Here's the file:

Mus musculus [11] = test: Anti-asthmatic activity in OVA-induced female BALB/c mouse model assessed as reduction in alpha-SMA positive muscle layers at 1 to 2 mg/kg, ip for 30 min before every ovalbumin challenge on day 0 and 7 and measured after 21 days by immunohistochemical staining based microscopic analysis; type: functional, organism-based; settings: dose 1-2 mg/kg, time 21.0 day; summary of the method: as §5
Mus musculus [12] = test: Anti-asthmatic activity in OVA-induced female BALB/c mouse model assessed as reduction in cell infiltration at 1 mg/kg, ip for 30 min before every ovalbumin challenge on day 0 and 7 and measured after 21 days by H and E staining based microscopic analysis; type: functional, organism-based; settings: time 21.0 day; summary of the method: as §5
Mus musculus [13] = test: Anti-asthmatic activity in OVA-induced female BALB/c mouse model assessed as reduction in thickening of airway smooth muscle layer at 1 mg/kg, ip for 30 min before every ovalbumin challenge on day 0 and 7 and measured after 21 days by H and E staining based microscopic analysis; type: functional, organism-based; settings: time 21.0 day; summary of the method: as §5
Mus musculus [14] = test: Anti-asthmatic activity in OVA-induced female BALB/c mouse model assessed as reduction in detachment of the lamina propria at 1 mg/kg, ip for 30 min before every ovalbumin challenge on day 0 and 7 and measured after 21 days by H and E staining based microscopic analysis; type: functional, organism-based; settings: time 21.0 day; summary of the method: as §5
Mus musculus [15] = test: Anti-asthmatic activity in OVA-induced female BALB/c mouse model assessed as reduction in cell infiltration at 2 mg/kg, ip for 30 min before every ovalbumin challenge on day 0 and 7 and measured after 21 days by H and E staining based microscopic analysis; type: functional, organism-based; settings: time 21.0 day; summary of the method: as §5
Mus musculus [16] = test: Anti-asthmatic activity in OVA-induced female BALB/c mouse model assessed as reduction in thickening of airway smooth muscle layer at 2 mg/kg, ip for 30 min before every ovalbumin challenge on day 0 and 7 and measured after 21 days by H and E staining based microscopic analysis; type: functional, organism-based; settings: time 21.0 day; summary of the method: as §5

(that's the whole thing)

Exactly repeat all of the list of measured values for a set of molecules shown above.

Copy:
Mus musculus [11] = test: Anti-asthmatic activity in OVA-induced female BALB/c mouse model assessed as reduction in alpha-SMA positive muscle layers at 1 to 2 mg/kg, ip for 30 min before every ovalbumin challenge on day 0 and 7 and measured after 21 days by immunohistochemical staining based microscopic analysis; type: functional, organism-based; settings: dose 1-2 mg/kg, time 21.0 day; summary of the method: as §5
Mus musculus [12] = test: Anti-asthmatic activity in OVA-induced female BALB/c mouse model assessed as reduction in cell infiltration at 1 mg/kg, ip for 30 min before every ovalbumin challenge on day 0 and 7 and measured after 21 days by H and E staining based microscopic analysis; type: functional, organism-based; settings: time 21.0 day; summary of the method: as §5
Mus musculus [13] = test: Anti-asthmatic activity in OVA-induced female BALB/c mouse model assessed as reduction in thickening of airway smooth muscle layer at 1 mg/kg, ip for 30 min before every ovalbumin challenge on day 0 and 7 and measured after 21 days by H and E staining based microscopic analysis; type: functional, organism-based; settings: time 21.0 day; summary of the method: as §5
Mus musculus [14] = test: Anti-asthmatic activity in OVA-induced female BALB/c mouse model assessed as reduction in detachment of the lamina propria at 1 mg/kg, ip for 30 min before every ovalbumin challenge on day 0 and 7 and measured after 21 days by H and E staining based microscopic analysis; type: functional, organism-based; settings: time 21.0 day; summary of the method: as §5
Mus musculus [15] = test: Anti-asthmatic activity in OVA-induced female BALB/c mouse model assessed as reduction in cell infiltration at 2 mg/kg, ip for 30 min before every ovalbumin challenge on day 0 and 7 and measured after 21 days by H and E staining based microscopic analysis; type: functional, organism-based; settings: time 21.0 day; summary of the method: as §5
Mus musculus [16] = test: Anti-asthmatic activity in OVA-induced female BALB/c mouse model assessed as reduction in thickening of airway smooth muscle layer at 2 mg/kg, ip for 30 min before every ovalbumin challenge on day 0 and 7 and measured after 21 days by H and E staining based microscopic analysis; type: functional, organism-based; settings: time 21.0 day; summary of the method: as §5